Pixar’s latest, Coco, is set to arrive in the UK in January 2018 after and it's rave reviews from critics. In the film 12-year-old Miguel Rivera (voiced by Anthony Gonzalez) arrives in the Land of the Dead on a hunt to find his great-great-grandfather. Accompanied by his loyal dog Dante, music-loving Miguel is on a journey of a lifetime (pun intended).
Coco is set against the backdrop of the Day of the Dead, a holiday celebrated in Mexico where those who have died are remembered and prayed for. As this celebration is central to the events of Coco, we’ve created a handy little guide to give you a bit more context.
It's been celebrated for millennia
The Day of the Dead did not originate in Mexico, but pre-Columbian cultures. These traditions had been celebrated up to 3,000 years before the 20th century, and the festival has since become hugely popular in Mexico. Despite this. the holiday is not recognised in many international countries, which is why it’s so exciting that Pixar are bringing it to a global audience.
It's a three-day celebration
This festival starts on 31st October and ends on 2nd November. There are many links to Halloween (as you would expect, given it centres around death) but the Day of the Dead is more emotional. It celebrates the precious lives that have been lost over the year and is a time to remember those special to us.
This matches perfectly with Pixar, as they are known for pulling on our heartstrings in the likes of Toy Story, Finding Nemo and Inside Out. Bring your tissues as we don’t expect there’ll be many dry eyes in the cinema after watching this.
It's all about decoration
Those who celebrate the Day of the Dead clean the graves of their loved ones and decorate them with flowers and bright colours. Toys are proffered to the graves of children while for adults alcoholic drinks are placed by gravesides. Families create shrines to those who have been lost in their homes around this time, too.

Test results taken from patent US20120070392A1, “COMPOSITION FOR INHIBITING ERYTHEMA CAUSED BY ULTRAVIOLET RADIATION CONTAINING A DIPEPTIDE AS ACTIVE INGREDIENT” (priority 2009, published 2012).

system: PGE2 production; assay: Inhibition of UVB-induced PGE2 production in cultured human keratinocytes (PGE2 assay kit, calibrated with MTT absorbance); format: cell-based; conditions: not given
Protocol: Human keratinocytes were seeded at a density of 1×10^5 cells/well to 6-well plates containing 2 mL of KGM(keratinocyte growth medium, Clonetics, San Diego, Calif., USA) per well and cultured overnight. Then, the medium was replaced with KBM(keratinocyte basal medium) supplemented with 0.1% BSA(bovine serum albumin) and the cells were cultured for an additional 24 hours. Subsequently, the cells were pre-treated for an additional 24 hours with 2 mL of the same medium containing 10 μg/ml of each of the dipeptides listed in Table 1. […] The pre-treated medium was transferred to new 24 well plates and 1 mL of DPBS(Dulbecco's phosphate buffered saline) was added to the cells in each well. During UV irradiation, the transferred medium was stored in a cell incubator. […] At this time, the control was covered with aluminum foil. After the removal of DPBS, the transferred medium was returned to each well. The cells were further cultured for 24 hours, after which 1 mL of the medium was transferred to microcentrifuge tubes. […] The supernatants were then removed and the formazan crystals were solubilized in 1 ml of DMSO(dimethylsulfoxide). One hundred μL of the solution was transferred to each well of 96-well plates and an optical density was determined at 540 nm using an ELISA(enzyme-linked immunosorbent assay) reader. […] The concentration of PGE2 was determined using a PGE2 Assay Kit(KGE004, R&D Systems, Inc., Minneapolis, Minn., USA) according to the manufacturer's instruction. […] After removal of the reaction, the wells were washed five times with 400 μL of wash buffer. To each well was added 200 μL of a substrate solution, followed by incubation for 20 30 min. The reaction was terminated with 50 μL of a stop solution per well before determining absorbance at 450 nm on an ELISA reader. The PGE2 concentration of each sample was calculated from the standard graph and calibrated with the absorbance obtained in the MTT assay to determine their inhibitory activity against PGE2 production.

Beautifully bright colours are used for the festivities to show that this is a time to reflect on happy times during the celebration, not sadness. The colours go hand in hand with Pixar, who are revered for their bold, vibrant and wondrous animation style.
Skulls. Lots of skulls
The iconic symbol of this well-known and celebrated holiday is a skull, known as a Calavera in Spanish. Skulls are used in the form of sweets, decorations and face paint. Popular gifts include sugar skulls, which are given to both the living and the dead at their gravestones or their shrines.
From the trailer alone, Coco had a heavy emphasis on skulls. Once Miguel is transported to the land of the dead, all of the dead that he sees are full-on skeletons. He even has to paint himself to look like a skeleton so he doesn’t arouse suspicion. While it looks like it might be a tad frightening, remember this film is a happy celebration and is fun for all the family.
There is no one way to celebrate it
The Day of the Dead traditions differ from town to town and between families. Some people believe possessing items such as skulls or a special token left by a loved one can bring good luck. In some places, the festival is a time for children to dress up and knock at doors for gifts, money or sweets, much like Halloween.
This is one of those festivals where there is no set way to celebrate and everyone can get involved. In Coco, we see Miguel light his shrine but he ends up doing more than just celebrating when he enters the Land of the Dead. Instead, he embarks on an adventure and voyage of discovery to try and locate his long-lost relative.
Even James Bond has joined in
At the beginning of Spectre (2015), James Bond (Daniel Craig) is on a special mission in Mexico City where the Day of the Dead festival is taking place. Although not much of the festivities are shown, we’re due an even more immersive and spectacular experience in Coco.
Catch Coco when it hits Cineworld cinemas on 19th January 2018.
Nadine Shambrook is an Unlimited card holder who blogs for Cineworld as part of our news team.